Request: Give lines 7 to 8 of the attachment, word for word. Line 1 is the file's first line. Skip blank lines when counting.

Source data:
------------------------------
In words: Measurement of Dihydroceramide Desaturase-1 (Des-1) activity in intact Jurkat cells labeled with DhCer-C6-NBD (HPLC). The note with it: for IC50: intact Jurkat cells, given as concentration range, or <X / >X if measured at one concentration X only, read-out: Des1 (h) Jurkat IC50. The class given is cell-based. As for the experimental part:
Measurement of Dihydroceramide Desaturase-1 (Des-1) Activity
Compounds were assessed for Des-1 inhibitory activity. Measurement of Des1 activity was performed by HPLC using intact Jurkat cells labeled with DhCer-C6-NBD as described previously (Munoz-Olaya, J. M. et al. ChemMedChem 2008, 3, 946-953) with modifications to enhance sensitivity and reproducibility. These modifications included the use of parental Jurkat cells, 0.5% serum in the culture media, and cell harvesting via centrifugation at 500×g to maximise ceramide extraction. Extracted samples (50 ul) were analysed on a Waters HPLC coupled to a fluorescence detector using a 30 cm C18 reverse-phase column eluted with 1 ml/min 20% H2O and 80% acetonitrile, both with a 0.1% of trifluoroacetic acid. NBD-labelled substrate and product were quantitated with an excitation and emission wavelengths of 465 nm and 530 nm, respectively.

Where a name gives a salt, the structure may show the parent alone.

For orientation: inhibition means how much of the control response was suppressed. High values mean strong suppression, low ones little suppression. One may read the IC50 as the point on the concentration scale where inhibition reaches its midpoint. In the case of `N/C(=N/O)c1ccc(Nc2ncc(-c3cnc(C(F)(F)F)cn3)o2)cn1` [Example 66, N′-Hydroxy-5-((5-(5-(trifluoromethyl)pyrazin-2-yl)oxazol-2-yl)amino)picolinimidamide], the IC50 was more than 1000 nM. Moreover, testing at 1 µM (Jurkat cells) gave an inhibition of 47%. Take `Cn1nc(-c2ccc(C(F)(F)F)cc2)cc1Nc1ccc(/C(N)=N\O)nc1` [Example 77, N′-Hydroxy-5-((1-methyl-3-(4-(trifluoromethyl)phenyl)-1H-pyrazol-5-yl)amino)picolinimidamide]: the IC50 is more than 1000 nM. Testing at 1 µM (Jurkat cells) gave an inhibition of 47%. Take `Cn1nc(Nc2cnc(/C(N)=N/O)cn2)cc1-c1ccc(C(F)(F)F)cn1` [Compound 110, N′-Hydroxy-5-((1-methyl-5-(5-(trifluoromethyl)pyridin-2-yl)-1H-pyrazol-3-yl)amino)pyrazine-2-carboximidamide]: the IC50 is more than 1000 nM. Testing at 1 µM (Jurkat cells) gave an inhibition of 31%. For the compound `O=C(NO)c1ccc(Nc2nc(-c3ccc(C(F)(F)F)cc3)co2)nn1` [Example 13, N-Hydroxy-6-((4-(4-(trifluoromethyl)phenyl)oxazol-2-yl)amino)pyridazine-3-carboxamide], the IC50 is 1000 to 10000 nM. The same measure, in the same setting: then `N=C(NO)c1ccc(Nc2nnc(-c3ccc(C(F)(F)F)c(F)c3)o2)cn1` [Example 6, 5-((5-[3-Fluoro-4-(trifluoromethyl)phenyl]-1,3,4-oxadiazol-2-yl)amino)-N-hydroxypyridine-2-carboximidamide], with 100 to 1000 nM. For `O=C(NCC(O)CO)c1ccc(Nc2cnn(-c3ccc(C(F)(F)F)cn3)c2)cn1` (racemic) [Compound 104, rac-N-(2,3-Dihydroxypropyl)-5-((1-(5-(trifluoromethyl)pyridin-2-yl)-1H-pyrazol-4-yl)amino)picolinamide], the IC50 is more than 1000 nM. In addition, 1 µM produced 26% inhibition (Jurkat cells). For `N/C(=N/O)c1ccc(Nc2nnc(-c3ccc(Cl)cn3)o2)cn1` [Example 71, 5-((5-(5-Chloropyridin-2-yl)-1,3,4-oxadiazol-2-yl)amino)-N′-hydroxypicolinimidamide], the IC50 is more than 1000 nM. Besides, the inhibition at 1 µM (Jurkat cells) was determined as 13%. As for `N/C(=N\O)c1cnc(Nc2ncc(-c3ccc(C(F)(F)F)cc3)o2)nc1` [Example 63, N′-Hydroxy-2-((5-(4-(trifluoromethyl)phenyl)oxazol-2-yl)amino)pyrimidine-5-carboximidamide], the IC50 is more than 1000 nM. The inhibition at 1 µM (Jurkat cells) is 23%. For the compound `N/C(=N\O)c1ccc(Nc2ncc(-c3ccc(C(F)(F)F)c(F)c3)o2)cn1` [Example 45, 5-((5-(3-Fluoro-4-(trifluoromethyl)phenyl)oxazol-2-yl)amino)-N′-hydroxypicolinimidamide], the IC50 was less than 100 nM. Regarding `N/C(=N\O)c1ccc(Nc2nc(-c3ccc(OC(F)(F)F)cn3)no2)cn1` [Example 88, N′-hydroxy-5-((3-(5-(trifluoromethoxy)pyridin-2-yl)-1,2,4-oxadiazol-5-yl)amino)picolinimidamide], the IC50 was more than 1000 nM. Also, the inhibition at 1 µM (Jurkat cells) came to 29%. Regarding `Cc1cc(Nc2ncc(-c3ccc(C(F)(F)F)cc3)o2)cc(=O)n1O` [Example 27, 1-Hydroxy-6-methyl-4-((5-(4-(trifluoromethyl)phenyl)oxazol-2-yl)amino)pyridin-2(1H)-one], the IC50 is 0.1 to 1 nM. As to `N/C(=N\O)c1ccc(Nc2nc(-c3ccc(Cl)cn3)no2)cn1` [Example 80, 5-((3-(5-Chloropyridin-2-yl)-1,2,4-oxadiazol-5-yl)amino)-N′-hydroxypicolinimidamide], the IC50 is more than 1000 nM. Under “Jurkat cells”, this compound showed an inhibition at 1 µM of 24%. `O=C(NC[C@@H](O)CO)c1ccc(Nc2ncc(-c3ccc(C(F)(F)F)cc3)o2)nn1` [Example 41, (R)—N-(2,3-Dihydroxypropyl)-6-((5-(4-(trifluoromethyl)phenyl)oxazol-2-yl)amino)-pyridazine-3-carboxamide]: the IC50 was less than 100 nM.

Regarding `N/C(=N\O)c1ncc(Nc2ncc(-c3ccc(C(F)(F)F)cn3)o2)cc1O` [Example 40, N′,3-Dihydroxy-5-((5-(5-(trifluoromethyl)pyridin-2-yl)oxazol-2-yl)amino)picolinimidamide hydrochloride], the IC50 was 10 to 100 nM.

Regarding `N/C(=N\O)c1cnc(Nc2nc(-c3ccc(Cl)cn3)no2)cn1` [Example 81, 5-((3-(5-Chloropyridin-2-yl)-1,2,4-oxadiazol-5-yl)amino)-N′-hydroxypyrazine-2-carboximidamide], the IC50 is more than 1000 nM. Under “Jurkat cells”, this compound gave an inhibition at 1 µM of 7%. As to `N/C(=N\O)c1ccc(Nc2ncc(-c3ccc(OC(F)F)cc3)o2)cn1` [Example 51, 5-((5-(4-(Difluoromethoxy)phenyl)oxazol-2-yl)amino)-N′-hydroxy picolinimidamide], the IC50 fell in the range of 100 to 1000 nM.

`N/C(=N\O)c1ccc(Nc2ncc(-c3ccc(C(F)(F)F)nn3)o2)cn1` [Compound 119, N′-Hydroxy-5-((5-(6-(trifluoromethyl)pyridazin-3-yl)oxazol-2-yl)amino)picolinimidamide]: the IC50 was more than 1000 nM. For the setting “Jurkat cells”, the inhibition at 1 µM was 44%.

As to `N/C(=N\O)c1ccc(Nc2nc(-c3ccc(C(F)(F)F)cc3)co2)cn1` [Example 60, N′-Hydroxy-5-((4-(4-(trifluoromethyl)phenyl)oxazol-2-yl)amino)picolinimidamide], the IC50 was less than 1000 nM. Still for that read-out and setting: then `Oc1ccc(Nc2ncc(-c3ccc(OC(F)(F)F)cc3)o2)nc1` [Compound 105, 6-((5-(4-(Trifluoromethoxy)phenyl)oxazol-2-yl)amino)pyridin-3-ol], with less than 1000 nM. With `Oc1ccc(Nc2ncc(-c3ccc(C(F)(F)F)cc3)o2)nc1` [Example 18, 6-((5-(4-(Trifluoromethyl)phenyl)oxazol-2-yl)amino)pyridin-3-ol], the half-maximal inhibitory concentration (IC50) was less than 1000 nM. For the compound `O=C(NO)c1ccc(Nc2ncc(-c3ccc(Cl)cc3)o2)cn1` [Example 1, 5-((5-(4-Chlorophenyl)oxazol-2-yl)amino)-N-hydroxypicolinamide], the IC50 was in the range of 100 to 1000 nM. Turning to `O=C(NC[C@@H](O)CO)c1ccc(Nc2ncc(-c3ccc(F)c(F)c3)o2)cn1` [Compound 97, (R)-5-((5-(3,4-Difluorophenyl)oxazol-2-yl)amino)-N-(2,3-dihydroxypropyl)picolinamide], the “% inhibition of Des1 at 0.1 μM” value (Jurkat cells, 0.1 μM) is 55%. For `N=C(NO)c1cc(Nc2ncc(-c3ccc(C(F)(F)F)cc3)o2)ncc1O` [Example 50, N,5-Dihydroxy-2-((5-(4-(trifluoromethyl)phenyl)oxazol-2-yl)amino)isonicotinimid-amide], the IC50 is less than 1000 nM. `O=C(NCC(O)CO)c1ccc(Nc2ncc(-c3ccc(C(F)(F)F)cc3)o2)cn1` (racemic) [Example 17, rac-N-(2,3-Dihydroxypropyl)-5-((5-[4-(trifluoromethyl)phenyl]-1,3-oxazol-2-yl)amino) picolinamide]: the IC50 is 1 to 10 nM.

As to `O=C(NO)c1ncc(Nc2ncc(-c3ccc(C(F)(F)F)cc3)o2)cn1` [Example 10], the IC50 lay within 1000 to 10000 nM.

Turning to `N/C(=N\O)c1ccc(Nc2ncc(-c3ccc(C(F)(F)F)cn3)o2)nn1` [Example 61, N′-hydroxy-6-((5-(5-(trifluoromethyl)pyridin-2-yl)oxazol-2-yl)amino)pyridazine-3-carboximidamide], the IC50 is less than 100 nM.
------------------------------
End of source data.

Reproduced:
Regarding `N/C(=N\O)c1cnc(Nc2nc(-c3ccc(Cl)cn3)no2)cn1` [Example 81, 5-((3-(5-Chloropyridin-2-yl)-1,2,4-oxadiazol-5-yl)amino)-N′-hydroxypyrazine-2-carboximidamide], the IC50 is more than 1000 nM. Under “Jurkat cells”, this compound gave an inhibition at 1 µM of 7%. As to `N/C(=N\O)c1ccc(Nc2ncc(-c3ccc(OC(F)F)cc3)o2)cn1` [Example 51, 5-((5-(4-(Difluoromethoxy)phenyl)oxazol-2-yl)amino)-N′-hydroxy picolinimidamide], the IC50 fell in the range of 100 to 1000 nM.

`N/C(=N\O)c1ccc(Nc2ncc(-c3ccc(C(F)(F)F)nn3)o2)cn1` [Compound 119, N′-Hydroxy-5-((5-(6-(trifluoromethyl)pyridazin-3-yl)oxazol-2-yl)amino)picolinimidamide]: the IC50 was more than 1000 nM. For the setting “Jurkat cells”, the inhibition at 1 µM was 44%.